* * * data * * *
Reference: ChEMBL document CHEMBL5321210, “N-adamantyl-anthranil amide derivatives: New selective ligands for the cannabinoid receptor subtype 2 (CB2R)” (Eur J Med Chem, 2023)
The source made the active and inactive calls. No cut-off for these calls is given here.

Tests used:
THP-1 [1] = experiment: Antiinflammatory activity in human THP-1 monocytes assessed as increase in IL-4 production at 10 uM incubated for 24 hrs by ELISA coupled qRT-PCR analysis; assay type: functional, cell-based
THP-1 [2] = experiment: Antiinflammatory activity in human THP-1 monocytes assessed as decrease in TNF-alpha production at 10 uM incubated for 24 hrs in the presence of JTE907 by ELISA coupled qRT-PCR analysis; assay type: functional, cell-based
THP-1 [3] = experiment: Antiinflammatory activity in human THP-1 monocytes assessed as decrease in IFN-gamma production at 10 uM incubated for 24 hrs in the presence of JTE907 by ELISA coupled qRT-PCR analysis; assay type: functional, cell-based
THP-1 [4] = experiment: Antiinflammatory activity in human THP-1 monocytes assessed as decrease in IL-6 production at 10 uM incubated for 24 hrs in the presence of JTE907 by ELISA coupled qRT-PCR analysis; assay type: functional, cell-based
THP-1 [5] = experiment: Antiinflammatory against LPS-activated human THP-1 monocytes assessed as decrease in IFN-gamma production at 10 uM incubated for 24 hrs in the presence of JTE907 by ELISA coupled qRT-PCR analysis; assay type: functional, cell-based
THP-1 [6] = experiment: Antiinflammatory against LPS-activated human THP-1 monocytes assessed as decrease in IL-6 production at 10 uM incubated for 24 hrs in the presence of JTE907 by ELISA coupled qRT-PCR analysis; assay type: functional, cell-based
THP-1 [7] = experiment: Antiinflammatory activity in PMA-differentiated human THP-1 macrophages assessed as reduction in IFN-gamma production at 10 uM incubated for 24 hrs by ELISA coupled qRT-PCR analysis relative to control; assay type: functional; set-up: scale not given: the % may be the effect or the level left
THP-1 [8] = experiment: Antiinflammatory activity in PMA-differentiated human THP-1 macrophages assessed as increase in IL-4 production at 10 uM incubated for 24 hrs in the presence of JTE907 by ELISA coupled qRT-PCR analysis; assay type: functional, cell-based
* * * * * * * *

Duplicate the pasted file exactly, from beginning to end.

Reference: ChEMBL document CHEMBL5321210, “N-adamantyl-anthranil amide derivatives: New selective ligands for the cannabinoid receptor subtype 2 (CB2R)” (Eur J Med Chem, 2023)
The source made the active and inactive calls. No cut-off for these calls is given here.

Tests used:
THP-1 [1] = experiment: Antiinflammatory activity in human THP-1 monocytes assessed as increase in IL-4 production at 10 uM incubated for 24 hrs by ELISA coupled qRT-PCR analysis; assay type: functional, cell-based
THP-1 [2] = experiment: Antiinflammatory activity in human THP-1 monocytes assessed as decrease in TNF-alpha production at 10 uM incubated for 24 hrs in the presence of JTE907 by ELISA coupled qRT-PCR analysis; assay type: functional, cell-based
THP-1 [3] = experiment: Antiinflammatory activity in human THP-1 monocytes assessed as decrease in IFN-gamma production at 10 uM incubated for 24 hrs in the presence of JTE907 by ELISA coupled qRT-PCR analysis; assay type: functional, cell-based
THP-1 [4] = experiment: Antiinflammatory activity in human THP-1 monocytes assessed as decrease in IL-6 production at 10 uM incubated for 24 hrs in the presence of JTE907 by ELISA coupled qRT-PCR analysis; assay type: functional, cell-based
THP-1 [5] = experiment: Antiinflammatory against LPS-activated human THP-1 monocytes assessed as decrease in IFN-gamma production at 10 uM incubated for 24 hrs in the presence of JTE907 by ELISA coupled qRT-PCR analysis; assay type: functional, cell-based
THP-1 [6] = experiment: Antiinflammatory against LPS-activated human THP-1 monocytes assessed as decrease in IL-6 production at 10 uM incubated for 24 hrs in the presence of JTE907 by ELISA coupled qRT-PCR analysis; assay type: functional, cell-based
THP-1 [7] = experiment: Antiinflammatory activity in PMA-differentiated human THP-1 macrophages assessed as reduction in IFN-gamma production at 10 uM incubated for 24 hrs by ELISA coupled qRT-PCR analysis relative to control; assay type: functional; set-up: scale not given: the % may be the effect or the level left
THP-1 [8] = experiment: Antiinflammatory activity in PMA-differentiated human THP-1 macrophages assessed as increase in IL-4 production at 10 uM incubated for 24 hrs in the presence of JTE907 by ELISA coupled qRT-PCR analysis; assay type: functional, cell-based